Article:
The discharge starting voltage is the voltage at which an electrostatic absorption effect is manifested in an electrostatic absorption waveform observed while a voltage of 0.4 kV is increased at 0.2-kV increments during static electricity tests. A peak voltage is the maximum voltage value of the electrostatic pulse obtained when the static electricity tests based on the IEC 61000-4-2 are carried out at a charging voltage of 8 kV. Moreover, a clamping voltage is a voltage value obtained 30 nanoseconds after the wave front value of the electrostatic pulse observed when the static electricity tests based on the IEC 61000-4-2 are carried out based on contact discharge at a charging voltage of 8 kV.

The electrostatic capacitance (pF) was measured at 1 MHz. Furthermore, for discharge immunity, electrostatic discharge tests were repeated. The number of repetitions was counted until the ESD protection device stopped functioning. The discharge immunity was then evaluated based on the number of repetitions. Table 1 shows the results of the evaluation.

TABLE 1
Exam- Exam- Exam- Exam- Exam- Comparative Comparative Comparative Comparative
ple 1 ple 2 ple 3 ple 4 ple 5 Example 1 Example 2 Example 3 Example 4
Electrode Material Cu Cu Cu Cu Cu Cu Cu Cu Cu
Gap distance ΔG 1 1 1 2 2.5 5 5 5 3.5
(mm)
Thickness ΔT (mm) 0.1 0.2 0.4 0.4 0.1 0.1 0.1 0.1 0.1
ΔG/ΔT 10   5 2.5 5 25   50   50   50   35  
Functional Insulating material SiO2 SiO2 SiO2 SiO2 SiO2 SiO2 SiO2 SiO2
layer Conductive material Au Au Au Au Au Au Au
Film thickness (um) 0.6 0.6 0.6 0.6 0.6 0.6 0.6 0.6
Peak voltage (V) 500 ◯  500 ◯ 480 ⊚ 500 ◯ 600 ◯  1200 X 1200 X 600 600 ◯ 
Clamping voltage (V) 60 ⊚  60 ⊚  50 ⊚  60 ⊚ 70 ⊚ 150 X 300 X 100 80 ◯
Discharge starting voltage (kV) 1.2 ◯   1.0 ◯  0.9 ◯  1.2 ◯ 1.4 ◯  4.0 X 4.0 X 2.0 1.8 ◯ 
Capacitance (pF) 0.23 ◯ 0.23 ◯  0.26 ◯  0.23 ◯  0.22 ◯ 0.2 0.2 0.2 0.2 ◯ 
Discharge immunity 60 ◯ 120 ⊚ 250 ⊚ 120 ⊚ 60 ◯ 20 X 20 X 60 60 ◯

Examples 6-8

ESD protection devices 1 in Examples 6-8 were obtained by performing operations similar to those in Example 3 except that Ag, Au, and Al instead of Cu were used as the metal forming the electrodes 3 a and 3 b. Table 2 shows the results of the evaluation.

TABLE 2
Exam- Exam- Exam- Exam-
ple 3 ple 6 ple 7 ple 8
Electrode Material Cu Ag Au Al
Gap distance ΔG 1 1 1 1
(mm)
Thickness ΔT (mm) 0.4 0.4 0.4 0.4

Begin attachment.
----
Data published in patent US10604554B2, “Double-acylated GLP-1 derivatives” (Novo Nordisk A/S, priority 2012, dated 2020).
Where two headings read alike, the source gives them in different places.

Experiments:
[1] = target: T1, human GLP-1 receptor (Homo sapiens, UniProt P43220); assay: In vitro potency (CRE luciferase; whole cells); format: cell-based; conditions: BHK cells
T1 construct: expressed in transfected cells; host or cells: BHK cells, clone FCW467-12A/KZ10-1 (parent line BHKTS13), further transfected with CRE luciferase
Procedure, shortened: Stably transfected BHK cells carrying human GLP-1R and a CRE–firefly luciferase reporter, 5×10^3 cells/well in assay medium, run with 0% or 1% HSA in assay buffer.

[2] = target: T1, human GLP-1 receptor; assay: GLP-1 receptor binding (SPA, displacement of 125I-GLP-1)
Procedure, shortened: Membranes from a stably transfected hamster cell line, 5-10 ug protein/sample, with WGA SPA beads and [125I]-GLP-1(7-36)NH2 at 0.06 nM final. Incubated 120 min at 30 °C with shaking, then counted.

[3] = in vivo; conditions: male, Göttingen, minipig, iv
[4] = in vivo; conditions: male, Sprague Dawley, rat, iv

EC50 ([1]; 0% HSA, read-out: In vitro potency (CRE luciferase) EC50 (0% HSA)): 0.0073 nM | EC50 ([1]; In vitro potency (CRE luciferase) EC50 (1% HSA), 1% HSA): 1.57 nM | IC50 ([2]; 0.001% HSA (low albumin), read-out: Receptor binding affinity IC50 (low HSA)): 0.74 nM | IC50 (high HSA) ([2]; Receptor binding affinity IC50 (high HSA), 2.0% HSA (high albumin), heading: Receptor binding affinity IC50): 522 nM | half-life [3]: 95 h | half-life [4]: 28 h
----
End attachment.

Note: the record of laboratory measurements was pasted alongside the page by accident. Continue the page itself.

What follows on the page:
ΔG/ΔT 2.5 2.5 2.5 2.5
Functional Insulating material SiO2 SiO2 SiO2 SiO2
layer Conductive material Au Au Au Au
Film thickness (um) 0.6 0.6 0.6 0.6
Peak voltage (V) 480 ⊚ 480 ⊚ 500 ⊚ 550 ⊚
Clamping voltage (V)  50 ⊚  50 ⊚  50 ⊚  60 ⊚
Discharge starting voltage (kV)  0.9 ◯  1.0 ◯  1.0 ◯  1.2 ◯
Capacitance (pF) 0.26 ◯  0.26 ◯  0.26 ◯  0.26 ◯ 
Discharge immunity 250 ⊚ 250 ⊚ 250 ⊚ 270 ⊚

As described above, the ESD protection device and the composite electronic component combined with the ESD protection device according to the present invention offer a reduced discharge starting voltage and have improved durability against repeated use. Moreover, the ESD protection device and the composite electronic component allow improvements of heat resistance and weather resistance, and allow a further reduction in film thickness, improvement of productivity, and a reduction in costs. The ESD protection device and the composite electronic component can be effectively utilized for various electronic or electric devices and various apparatuses, facilities, systems, and the like including the electronic or electric devices. In particular, the ESD protection device and the composite electronic component can be widely and effectively utilized to prevent possible noise in high-speed differential transmission signal lines and video signal lines.

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Classifications
U.S. Classification361/112
International ClassificationH02H7/20, H02H9/00
Cooperative ClassificationH01T4/08
European ClassificationH01T4/08
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Dec 14, 2009ASAssignment
Owner name: TDK CORPORATION,JAPAN
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Free format text: ASSIGNMENT OF ASSIGNORS INTEREST;ASSIGNORS:ASAKURA, KENSAKU;HIROBE, YASUHIRO;HITOMI, ATSUSHI;AND OTHERS;SIGNING DATES FROM 20091112 TO 20091116;REEL/FRAME:023703/0368
Owner name: TDK CORPORATION, JAPAN